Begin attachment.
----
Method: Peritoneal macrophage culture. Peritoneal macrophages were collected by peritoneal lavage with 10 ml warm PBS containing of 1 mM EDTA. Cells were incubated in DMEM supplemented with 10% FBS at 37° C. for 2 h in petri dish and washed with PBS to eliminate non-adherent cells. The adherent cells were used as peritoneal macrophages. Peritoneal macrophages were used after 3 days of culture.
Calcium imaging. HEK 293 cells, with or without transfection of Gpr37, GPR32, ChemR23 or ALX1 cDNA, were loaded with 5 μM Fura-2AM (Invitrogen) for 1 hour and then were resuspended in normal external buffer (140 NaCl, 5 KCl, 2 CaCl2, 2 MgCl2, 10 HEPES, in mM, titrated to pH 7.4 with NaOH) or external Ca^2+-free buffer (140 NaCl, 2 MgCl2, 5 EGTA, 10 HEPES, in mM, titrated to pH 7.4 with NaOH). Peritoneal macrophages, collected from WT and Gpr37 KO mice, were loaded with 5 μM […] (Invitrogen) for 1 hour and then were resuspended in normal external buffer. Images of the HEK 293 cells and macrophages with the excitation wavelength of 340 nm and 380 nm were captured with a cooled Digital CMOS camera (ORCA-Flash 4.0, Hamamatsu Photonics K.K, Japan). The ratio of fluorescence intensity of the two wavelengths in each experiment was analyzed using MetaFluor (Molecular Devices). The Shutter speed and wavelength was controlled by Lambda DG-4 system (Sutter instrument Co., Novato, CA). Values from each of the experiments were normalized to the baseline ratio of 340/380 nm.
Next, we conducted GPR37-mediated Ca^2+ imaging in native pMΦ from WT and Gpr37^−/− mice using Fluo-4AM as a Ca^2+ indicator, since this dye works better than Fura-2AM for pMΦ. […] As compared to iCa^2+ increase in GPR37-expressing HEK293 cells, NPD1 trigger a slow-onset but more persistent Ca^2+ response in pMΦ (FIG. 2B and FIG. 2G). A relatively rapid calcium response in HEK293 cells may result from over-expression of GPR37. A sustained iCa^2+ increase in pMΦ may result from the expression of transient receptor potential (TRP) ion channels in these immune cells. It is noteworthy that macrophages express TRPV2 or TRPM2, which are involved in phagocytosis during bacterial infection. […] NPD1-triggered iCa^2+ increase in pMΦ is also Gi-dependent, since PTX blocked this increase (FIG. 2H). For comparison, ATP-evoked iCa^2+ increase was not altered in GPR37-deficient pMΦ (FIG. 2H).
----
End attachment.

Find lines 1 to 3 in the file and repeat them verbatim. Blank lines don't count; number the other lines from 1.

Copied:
Method: Peritoneal macrophage culture. Peritoneal macrophages were collected by peritoneal lavage with 10 ml warm PBS containing of 1 mM EDTA. Cells were incubated in DMEM supplemented with 10% FBS at 37° C. for 2 h in petri dish and washed with PBS to eliminate non-adherent cells. The adherent cells were used as peritoneal macrophages. Peritoneal macrophages were used after 3 days of culture.
Calcium imaging. HEK 293 cells, with or without transfection of Gpr37, GPR32, ChemR23 or ALX1 cDNA, were loaded with 5 μM Fura-2AM (Invitrogen) for 1 hour and then were resuspended in normal external buffer (140 NaCl, 5 KCl, 2 CaCl2, 2 MgCl2, 10 HEPES, in mM, titrated to pH 7.4 with NaOH) or external Ca^2+-free buffer (140 NaCl, 2 MgCl2, 5 EGTA, 10 HEPES, in mM, titrated to pH 7.4 with NaOH). Peritoneal macrophages, collected from WT and Gpr37 KO mice, were loaded with 5 μM […] (Invitrogen) for 1 hour and then were resuspended in normal external buffer. Images of the HEK 293 cells and macrophages with the excitation wavelength of 340 nm and 380 nm were captured with a cooled Digital CMOS camera (ORCA-Flash 4.0, Hamamatsu Photonics K.K, Japan). The ratio of fluorescence intensity of the two wavelengths in each experiment was analyzed using MetaFluor (Molecular Devices). The Shutter speed and wavelength was controlled by Lambda DG-4 system (Sutter instrument Co., Novato, CA). Values from each of the experiments were normalized to the baseline ratio of 340/380 nm.
Next, we conducted GPR37-mediated Ca^2+ imaging in native pMΦ from WT and Gpr37^−/− mice using Fluo-4AM as a Ca^2+ indicator, since this dye works better than Fura-2AM for pMΦ. […] As compared to iCa^2+ increase in GPR37-expressing HEK293 cells, NPD1 trigger a slow-onset but more persistent Ca^2+ response in pMΦ (FIG. 2B and FIG. 2G). A relatively rapid calcium response in HEK293 cells may result from over-expression of GPR37. A sustained iCa^2+ increase in pMΦ may result from the expression of transient receptor potential (TRP) ion channels in these immune cells. It is noteworthy that macrophages express TRPV2 or TRPM2, which are involved in phagocytosis during bacterial infection. […] NPD1-triggered iCa^2+ increase in pMΦ is also Gi-dependent, since PTX blocked this increase (FIG. 2H). For comparison, ATP-evoked iCa^2+ increase was not altered in GPR37-deficient pMΦ (FIG. 2H).